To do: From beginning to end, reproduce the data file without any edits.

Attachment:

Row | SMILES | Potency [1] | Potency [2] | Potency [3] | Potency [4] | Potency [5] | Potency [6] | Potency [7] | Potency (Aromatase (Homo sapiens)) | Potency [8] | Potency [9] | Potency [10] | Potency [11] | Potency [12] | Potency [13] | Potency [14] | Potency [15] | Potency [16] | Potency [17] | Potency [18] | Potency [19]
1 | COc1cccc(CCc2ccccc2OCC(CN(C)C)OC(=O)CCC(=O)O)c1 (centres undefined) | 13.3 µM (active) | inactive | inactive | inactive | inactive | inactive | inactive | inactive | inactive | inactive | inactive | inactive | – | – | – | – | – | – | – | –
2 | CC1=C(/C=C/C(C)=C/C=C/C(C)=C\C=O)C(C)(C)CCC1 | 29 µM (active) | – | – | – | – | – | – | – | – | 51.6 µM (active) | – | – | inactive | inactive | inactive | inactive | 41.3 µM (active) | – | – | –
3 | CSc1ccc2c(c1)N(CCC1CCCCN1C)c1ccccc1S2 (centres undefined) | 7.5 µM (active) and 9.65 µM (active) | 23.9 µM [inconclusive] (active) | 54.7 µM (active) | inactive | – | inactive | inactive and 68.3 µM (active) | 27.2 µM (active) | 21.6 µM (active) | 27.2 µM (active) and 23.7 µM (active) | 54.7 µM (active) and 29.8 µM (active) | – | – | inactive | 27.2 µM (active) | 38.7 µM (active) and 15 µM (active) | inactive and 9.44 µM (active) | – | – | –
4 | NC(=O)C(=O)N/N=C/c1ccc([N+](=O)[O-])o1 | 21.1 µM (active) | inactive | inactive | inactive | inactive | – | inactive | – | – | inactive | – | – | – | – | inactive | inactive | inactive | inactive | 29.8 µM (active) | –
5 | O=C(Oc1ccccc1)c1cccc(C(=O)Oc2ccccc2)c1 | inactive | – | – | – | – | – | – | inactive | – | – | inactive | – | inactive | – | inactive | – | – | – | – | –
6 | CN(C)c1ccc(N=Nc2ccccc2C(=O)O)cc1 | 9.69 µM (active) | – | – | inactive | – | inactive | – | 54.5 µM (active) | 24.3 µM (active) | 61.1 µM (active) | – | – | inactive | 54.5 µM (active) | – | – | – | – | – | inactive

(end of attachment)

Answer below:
Row | SMILES | Potency [1] | Potency [2] | Potency [3] | Potency [4] | Potency [5] | Potency [6] | Potency [7] | Potency (Aromatase (Homo sapiens)) | Potency [8] | Potency [9] | Potency [10] | Potency [11] | Potency [12] | Potency [13] | Potency [14] | Potency [15] | Potency [16] | Potency [17] | Potency [18] | Potency [19]
1 | COc1cccc(CCc2ccccc2OCC(CN(C)C)OC(=O)CCC(=O)O)c1 (centres undefined) | 13.3 µM (active) | inactive | inactive | inactive | inactive | inactive | inactive | inactive | inactive | inactive | inactive | inactive | – | – | – | – | – | – | – | –
2 | CC1=C(/C=C/C(C)=C/C=C/C(C)=C\C=O)C(C)(C)CCC1 | 29 µM (active) | – | – | – | – | – | – | – | – | 51.6 µM (active) | – | – | inactive | inactive | inactive | inactive | 41.3 µM (active) | – | – | –
3 | CSc1ccc2c(c1)N(CCC1CCCCN1C)c1ccccc1S2 (centres undefined) | 7.5 µM (active) and 9.65 µM (active) | 23.9 µM [inconclusive] (active) | 54.7 µM (active) | inactive | – | inactive | inactive and 68.3 µM (active) | 27.2 µM (active) | 21.6 µM (active) | 27.2 µM (active) and 23.7 µM (active) | 54.7 µM (active) and 29.8 µM (active) | – | – | inactive | 27.2 µM (active) | 38.7 µM (active) and 15 µM (active) | inactive and 9.44 µM (active) | – | – | –
4 | NC(=O)C(=O)N/N=C/c1ccc([N+](=O)[O-])o1 | 21.1 µM (active) | inactive | inactive | inactive | inactive | – | inactive | – | – | inactive | – | – | – | – | inactive | inactive | inactive | inactive | 29.8 µM (active) | –
5 | O=C(Oc1ccccc1)c1cccc(C(=O)Oc2ccccc2)c1 | inactive | – | – | – | – | – | – | inactive | – | – | inactive | – | inactive | – | inactive | – | – | – | – | –
6 | CN(C)c1ccc(N=Nc2ccccc2C(=O)O)cc1 | 9.69 µM (active) | – | – | inactive | – | inactive | – | 54.5 µM (active) | 24.3 µM (active) | 61.1 µM (active) | – | – | inactive | 54.5 µM (active) | – | – | – | – | – | inactive